The shipping industry is experiencing increased drug smuggling incidents in Brazil as reported by Standard Club’s local correspondents Proinde and Brazil P&I.
amely, it is alarming that in January 2022, shipping giant MSC and MEDLOG declared that they will suspend their inland operations across Brazil due to the rising threat of drug traffickers who victimise the container trade.
The country is considered a key maritime hub for the illicit drug trade as its unprotected shores which neighbor Colombia, Bolivia, and Peru, facilitate the transport of drugs to Europe, Africa, and Asia.
More specifically, increased vigilance is required at Santos, Paranaguá, Vitória, Rio de Janeiro, Natal, and Santarém.
What is more, Covid-19 has made the drug traffickers even more resilient and creative in their game of hide and seek. Drugs are commonly hidden in containers, cargo spaces, or attached to the hull of ships. Another method for disguising the drugs is to mix them with a liquid substance to elude detection.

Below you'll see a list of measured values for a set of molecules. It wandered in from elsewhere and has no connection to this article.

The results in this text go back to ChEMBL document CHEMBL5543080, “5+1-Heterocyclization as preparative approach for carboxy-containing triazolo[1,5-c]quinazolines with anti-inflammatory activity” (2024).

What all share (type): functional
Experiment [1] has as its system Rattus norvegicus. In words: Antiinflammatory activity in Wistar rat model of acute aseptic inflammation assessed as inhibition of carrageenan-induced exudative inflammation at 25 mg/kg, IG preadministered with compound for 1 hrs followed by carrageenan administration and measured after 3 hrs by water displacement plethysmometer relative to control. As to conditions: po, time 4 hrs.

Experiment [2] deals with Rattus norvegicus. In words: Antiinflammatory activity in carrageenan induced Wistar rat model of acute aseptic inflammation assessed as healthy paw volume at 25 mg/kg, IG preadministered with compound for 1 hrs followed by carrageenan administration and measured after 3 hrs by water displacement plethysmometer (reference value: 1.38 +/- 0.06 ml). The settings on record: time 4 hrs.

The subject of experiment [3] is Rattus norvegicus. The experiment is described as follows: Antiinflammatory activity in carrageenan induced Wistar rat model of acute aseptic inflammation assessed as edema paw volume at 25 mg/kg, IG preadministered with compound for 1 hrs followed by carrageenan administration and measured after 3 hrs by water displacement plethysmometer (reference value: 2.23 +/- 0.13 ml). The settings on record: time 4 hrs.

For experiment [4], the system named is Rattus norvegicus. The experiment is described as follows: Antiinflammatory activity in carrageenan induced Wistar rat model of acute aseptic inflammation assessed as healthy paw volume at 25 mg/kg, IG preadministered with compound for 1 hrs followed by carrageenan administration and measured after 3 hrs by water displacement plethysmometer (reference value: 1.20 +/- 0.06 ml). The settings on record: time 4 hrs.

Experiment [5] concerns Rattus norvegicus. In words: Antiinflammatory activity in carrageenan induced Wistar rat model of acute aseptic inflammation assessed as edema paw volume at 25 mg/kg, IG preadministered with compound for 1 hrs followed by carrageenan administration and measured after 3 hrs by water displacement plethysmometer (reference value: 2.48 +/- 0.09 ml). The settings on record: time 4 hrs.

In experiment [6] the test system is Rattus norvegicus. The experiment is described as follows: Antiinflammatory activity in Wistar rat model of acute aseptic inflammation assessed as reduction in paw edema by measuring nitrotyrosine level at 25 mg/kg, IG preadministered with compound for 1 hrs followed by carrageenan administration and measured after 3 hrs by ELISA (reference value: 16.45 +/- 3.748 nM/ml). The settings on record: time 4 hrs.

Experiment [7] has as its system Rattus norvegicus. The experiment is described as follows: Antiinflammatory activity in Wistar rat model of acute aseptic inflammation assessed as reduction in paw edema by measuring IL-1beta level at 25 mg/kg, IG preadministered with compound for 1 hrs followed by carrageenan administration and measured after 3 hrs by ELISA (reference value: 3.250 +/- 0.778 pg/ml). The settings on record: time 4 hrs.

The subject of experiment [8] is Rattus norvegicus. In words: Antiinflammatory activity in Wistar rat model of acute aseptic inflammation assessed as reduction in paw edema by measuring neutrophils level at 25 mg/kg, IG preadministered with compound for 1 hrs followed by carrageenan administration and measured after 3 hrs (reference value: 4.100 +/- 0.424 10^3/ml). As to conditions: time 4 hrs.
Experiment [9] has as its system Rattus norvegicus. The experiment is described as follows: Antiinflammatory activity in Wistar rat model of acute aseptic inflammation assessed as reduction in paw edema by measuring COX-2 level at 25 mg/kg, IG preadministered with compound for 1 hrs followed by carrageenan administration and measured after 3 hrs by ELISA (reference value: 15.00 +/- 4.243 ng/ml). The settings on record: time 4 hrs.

The local correspondents have reported a noticeable new trend of bulk carriers being used to smuggle illicit drugs while loading cargoes in Brazil. For example, cocaine is often concealed in the bulk cargo and in void spaces. The consequences of drug smuggling can be severe for both the shipowners and crew.
Even though Brazilian ports continue to operate under Security Level 1 of the ISPS Code, it is imperative that operators enhance their security systems
says Standard Club.
Such measures include CCTV coverage, having well-illuminated areas, security paroles on the gangway, and records of the activities of every person on board. Underwater inspections and the sealing of the cargo holds are strongly recommended upon any suspicion.
It should be noted that most drug seizures are because of scanning containers and sniffer dogs. Ultimately, the smuggling of drugs boils down to how unattended the vessel is.